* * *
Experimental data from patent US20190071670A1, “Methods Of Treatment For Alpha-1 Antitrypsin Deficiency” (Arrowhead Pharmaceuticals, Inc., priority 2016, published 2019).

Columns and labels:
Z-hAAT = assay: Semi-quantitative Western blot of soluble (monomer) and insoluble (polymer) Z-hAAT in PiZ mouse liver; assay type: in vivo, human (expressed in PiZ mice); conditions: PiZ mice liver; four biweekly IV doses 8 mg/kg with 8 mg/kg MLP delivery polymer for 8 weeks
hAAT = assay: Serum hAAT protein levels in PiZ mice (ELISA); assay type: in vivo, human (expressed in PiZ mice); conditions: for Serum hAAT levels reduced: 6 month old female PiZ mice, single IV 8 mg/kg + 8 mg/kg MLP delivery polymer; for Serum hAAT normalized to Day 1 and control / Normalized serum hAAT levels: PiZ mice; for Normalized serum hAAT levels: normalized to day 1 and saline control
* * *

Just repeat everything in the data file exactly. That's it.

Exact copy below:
Experimental data from patent US20190071670A1, “Methods Of Treatment For Alpha-1 Antitrypsin Deficiency” (Arrowhead Pharmaceuticals, Inc., priority 2016, published 2019).

Columns and labels:
Z-hAAT = assay: Semi-quantitative Western blot of soluble (monomer) and insoluble (polymer) Z-hAAT in PiZ mouse liver; assay type: in vivo, human (expressed in PiZ mice); conditions: PiZ mice liver; four biweekly IV doses 8 mg/kg with 8 mg/kg MLP delivery polymer for 8 weeks
hAAT = assay: Serum hAAT protein levels in PiZ mice (ELISA); assay type: in vivo, human (expressed in PiZ mice); conditions: for Serum hAAT levels reduced: 6 month old female PiZ mice, single IV 8 mg/kg + 8 mg/kg MLP delivery polymer; for Serum hAAT normalized to Day 1 and control / Normalized serum hAAT levels: PiZ mice; for Normalized serum hAAT levels: normalized to day 1 and saline control